How I learned the true meaning of Thanksgiving

My experience at the 2018 Macy’s Thanksgiving Day Parade


The $20 snow jacket I bought a few days prior was doing little to protect me from the cold. Under the cheap jacket, I was wearing a long sleeve shirt, a short sleeve shirt, a sweater, leggings, jeans, a beanie, boots, gloves and two pairs of socks. I truly thought it would be enough; oh, how wrong I was. 

I was 13 years old, on my family’s annual trip to New York City during Thanksgiving break. It was something I looked forward to every year. However, that year’s trip was bittersweet; it would be the last time my sister would accompany us before she left for college, ironically enough at New York University. 

I watched the Macy’s Day Parade on television every year. It was a sacred tradition in my household. Seeing the Ronald McDonald balloon make its way toward 34th street or the various performers and marching bands had always been a reminder of my childhood during Thanksgiving. However, this year will be different. Instead of watching the parade through a screen, I was going to be there, live and in person.

We didn’t know what we were doing. The preparation for our spontaneous adventure began at 10 p.m. the night before the parade. Using personal blogs, news sites and Youtube videos, we formulated the basics of our plan: wake up early and layer up. In hindsight, I think I underestimated how crucial the latter would be.

Born and raised in sunny Southern California, I had no concept of winter. “Sweater weather” for me meant overcast and under 70 degrees. I assumed that a couple of layers, some gloves and a hat would be enough to keep out the biting cold, yet I was devastatingly freezing. Just a short walk from our hotel, we found our spot along 42nd Street-Bryant Park. It was 5:30 a.m., 19 degrees and still dark out, yet I was bubbling with excitement. 

After three hours of shivering on a New York street curb, the waiting was becoming unbearable. I was not the only one. Both my mom and sister were struggling to keep warm and stay positive. My hope was slowly draining, and the eagerness to fulfill my childhood Thanksgiving dream was fading.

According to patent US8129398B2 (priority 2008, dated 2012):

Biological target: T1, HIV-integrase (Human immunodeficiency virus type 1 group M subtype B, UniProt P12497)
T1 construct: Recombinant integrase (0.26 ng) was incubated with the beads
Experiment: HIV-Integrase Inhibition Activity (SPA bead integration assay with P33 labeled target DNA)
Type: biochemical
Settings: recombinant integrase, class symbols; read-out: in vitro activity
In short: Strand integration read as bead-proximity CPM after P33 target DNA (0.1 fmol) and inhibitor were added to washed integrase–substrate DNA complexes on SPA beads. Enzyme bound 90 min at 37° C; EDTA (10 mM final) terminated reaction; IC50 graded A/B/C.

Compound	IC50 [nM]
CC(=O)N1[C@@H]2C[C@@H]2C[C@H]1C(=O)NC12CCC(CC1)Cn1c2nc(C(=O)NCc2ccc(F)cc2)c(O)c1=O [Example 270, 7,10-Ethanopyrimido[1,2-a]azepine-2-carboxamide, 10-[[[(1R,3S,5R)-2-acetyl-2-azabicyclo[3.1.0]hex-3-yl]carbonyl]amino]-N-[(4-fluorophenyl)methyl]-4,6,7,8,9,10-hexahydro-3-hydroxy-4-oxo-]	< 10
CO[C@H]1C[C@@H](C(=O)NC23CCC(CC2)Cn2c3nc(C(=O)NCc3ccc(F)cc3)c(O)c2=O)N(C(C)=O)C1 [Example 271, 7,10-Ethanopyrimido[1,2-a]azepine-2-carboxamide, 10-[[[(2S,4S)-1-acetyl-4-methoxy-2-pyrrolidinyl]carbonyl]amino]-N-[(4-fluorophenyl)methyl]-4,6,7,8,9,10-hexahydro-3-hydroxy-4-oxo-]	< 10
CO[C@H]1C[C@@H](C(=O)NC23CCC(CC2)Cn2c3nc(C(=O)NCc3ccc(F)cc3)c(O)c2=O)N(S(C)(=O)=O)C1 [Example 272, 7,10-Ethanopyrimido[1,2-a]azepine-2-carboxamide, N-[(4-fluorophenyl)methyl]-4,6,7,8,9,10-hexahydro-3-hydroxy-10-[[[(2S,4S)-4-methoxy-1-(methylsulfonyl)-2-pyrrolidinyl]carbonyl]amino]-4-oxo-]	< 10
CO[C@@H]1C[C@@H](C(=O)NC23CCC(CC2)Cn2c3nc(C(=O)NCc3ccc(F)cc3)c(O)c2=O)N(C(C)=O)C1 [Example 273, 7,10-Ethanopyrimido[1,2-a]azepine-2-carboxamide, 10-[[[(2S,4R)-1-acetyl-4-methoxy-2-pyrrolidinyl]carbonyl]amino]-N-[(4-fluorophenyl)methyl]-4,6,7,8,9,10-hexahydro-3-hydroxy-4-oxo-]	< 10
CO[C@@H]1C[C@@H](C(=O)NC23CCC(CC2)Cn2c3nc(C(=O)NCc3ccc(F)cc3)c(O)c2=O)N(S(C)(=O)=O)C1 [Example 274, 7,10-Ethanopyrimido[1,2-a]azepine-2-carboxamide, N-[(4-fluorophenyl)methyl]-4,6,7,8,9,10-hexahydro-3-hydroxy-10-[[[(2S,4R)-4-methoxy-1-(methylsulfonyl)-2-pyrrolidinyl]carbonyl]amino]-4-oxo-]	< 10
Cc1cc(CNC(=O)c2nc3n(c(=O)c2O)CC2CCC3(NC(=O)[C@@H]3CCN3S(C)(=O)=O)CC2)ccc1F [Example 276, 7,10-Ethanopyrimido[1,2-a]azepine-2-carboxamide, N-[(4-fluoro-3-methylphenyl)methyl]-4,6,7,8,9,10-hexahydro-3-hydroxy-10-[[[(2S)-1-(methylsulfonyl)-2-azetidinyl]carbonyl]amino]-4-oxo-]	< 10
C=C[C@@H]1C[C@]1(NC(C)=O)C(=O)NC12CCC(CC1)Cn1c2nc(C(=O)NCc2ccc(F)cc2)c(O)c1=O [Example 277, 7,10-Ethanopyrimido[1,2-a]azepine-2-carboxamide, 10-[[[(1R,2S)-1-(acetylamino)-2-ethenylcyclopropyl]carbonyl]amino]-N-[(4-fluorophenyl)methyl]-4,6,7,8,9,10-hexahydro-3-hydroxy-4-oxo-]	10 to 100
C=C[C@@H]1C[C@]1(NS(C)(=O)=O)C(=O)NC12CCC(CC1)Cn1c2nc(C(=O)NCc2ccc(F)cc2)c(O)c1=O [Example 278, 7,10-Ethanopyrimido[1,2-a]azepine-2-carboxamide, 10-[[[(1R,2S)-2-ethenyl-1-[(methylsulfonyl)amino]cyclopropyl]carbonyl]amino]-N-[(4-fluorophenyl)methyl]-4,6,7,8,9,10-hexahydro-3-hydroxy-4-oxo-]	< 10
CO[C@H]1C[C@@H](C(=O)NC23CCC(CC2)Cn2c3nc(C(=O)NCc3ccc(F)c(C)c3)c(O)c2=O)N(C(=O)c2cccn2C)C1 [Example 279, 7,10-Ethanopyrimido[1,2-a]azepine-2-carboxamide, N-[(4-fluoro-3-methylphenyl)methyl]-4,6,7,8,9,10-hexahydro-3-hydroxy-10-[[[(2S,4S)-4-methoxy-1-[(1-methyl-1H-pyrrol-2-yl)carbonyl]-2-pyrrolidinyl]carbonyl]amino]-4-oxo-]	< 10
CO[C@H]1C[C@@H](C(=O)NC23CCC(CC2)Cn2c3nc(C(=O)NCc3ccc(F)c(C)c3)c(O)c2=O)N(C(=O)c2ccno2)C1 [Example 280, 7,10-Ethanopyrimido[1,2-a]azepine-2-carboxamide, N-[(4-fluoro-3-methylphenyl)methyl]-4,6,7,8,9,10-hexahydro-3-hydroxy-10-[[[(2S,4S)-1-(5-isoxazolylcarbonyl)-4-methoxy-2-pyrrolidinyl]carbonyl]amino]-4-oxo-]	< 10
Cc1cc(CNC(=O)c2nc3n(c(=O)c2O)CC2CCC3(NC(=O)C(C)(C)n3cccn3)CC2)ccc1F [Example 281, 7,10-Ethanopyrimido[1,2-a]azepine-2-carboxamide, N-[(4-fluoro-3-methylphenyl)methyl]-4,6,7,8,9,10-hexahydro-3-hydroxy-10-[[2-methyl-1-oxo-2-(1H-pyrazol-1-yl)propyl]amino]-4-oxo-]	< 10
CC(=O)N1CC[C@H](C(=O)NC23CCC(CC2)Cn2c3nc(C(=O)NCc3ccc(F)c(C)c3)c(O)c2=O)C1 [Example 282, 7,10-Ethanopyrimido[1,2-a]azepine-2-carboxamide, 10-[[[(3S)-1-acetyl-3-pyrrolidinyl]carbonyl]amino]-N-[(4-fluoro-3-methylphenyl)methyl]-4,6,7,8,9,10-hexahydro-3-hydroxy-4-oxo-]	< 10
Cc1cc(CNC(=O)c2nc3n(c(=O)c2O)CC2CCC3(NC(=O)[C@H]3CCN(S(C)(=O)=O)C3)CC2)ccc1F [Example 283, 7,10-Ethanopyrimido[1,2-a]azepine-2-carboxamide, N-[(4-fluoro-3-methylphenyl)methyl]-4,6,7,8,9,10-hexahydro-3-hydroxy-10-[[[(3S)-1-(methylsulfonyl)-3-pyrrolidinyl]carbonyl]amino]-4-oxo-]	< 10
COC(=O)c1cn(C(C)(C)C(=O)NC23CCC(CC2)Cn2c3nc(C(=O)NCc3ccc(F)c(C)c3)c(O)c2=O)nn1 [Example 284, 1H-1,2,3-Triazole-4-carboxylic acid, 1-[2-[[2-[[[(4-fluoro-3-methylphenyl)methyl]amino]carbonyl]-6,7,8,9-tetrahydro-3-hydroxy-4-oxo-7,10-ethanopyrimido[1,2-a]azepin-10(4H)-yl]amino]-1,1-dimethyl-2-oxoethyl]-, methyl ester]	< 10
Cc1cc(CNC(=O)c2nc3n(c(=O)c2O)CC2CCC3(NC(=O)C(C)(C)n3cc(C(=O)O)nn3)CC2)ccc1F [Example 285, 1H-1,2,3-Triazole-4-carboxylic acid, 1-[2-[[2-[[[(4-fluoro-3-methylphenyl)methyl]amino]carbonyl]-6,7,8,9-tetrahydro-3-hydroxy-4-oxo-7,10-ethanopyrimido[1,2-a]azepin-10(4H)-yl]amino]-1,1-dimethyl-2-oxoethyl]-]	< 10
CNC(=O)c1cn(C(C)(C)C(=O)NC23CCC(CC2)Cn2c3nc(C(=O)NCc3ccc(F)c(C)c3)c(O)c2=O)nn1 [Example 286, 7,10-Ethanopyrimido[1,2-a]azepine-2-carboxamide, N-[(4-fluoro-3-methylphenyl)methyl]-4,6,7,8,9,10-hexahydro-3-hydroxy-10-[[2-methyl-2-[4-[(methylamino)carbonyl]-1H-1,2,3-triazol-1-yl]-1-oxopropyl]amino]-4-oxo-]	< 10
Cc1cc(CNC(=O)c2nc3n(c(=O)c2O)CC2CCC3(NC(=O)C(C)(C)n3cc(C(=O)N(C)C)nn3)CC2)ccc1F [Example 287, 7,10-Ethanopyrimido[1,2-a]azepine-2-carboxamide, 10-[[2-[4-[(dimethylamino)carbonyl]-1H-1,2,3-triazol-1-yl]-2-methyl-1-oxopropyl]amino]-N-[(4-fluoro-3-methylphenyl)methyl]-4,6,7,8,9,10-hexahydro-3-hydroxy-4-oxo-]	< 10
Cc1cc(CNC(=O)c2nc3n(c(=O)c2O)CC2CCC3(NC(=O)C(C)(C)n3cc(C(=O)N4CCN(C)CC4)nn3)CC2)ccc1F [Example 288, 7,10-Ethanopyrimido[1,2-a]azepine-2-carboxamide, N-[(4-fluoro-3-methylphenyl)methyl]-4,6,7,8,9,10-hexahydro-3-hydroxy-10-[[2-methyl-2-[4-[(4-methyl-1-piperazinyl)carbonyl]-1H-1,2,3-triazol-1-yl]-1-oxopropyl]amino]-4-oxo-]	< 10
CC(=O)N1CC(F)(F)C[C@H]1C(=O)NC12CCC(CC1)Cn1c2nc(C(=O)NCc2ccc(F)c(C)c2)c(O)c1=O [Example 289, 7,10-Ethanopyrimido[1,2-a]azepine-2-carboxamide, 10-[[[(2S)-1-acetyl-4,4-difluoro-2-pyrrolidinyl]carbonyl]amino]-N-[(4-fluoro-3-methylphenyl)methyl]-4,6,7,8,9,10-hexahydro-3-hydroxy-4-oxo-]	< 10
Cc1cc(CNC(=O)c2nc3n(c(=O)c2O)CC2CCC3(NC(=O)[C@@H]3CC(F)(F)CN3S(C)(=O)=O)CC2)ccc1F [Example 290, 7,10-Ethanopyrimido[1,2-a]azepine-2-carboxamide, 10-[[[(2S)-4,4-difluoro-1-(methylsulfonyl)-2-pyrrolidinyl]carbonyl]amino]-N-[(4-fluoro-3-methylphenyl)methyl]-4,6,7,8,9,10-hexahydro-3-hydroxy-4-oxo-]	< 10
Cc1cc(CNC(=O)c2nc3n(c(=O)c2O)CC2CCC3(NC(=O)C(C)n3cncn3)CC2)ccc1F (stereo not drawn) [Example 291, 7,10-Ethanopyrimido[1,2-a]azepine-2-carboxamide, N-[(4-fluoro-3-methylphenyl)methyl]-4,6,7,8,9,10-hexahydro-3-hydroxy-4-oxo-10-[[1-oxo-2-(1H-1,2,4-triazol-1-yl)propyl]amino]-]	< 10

Suddenly, an angel appeared in disguise. In one moment, I truly understood the meaning of “not all heroes wear capes.” Riding in like my knight in shining armor, my mom found a CVS. She took the quick 15-minute walk and struck gold. When she returned, I had a blanket, snacks, water and eternal gratitude for my mother. 

I don’t remember much of the waiting; however, I do know if I check my photo history, I will find countless silly videos of the three of us trying to pass the time. I will scroll through endless candid selfies of my sister and me attempting to forget about our frigid situation. I can’t stop the giddy smile that appears on my face as I see three ambitious tourists, clearly out of their element, as they laugh and enjoy each other’s company. 

It only took five hours of waiting, but in the distance, I could see it. An enormous gold float with a red banner that reads “Macy’s Thanksgiving Day Parade” as festive music fills the streets. I hear joyful shouts of “Happy Thanksgiving” as men and women dressed as autumn leaves walk by with a wave and a smile. 

If you asked me today, I couldn’t tell you which character floats we saw or which schools the bands were from. What I can tell you is how much fun I remember having. I can tell you how, while I was frozen for hours, being with the two most important women in my life made the time fly. 

It’s the memories we have of friends and family that we remember most in life. Monumental events in my life like my Bat Mitzvah or winning a basketball state championship have created memories I will never forget. Yet, it’s the random Thursday lunch dates with my dad, the late-night trips to Yogurtland, or blasting Taylor Swift in the car with my best friends that make life special.

We didn’t find out until later, but 2018 was the coldest Thanksgiving New York has had since 1901, making it the second coldest Thanksgiving in New York’s history, but I wouldn’t have had it any other way. 

So, what is the true meaning of Thanksgiving? Appreciate life’s little moments. Be grateful for the experiences you have and the people you share them with rather than the material items you own. It only took six hours, a trip to New York City and 19-degree weather to show me that.